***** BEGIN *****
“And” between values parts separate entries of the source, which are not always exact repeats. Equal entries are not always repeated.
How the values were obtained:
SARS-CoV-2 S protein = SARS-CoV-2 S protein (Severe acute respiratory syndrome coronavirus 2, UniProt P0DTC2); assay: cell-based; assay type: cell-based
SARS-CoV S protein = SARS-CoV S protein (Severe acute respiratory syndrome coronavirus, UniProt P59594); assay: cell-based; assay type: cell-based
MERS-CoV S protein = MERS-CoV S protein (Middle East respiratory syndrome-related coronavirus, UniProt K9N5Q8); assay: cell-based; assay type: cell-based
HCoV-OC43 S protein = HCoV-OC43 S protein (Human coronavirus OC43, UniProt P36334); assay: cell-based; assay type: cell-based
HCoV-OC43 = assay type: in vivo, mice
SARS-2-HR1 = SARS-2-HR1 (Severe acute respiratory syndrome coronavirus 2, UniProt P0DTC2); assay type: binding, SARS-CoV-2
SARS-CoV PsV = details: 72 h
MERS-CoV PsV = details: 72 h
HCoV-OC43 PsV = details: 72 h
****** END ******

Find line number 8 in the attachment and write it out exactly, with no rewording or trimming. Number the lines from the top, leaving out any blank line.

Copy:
SARS-2-HR1 = SARS-2-HR1 (Severe acute respiratory syndrome coronavirus 2, UniProt P0DTC2); assay type: binding, SARS-CoV-2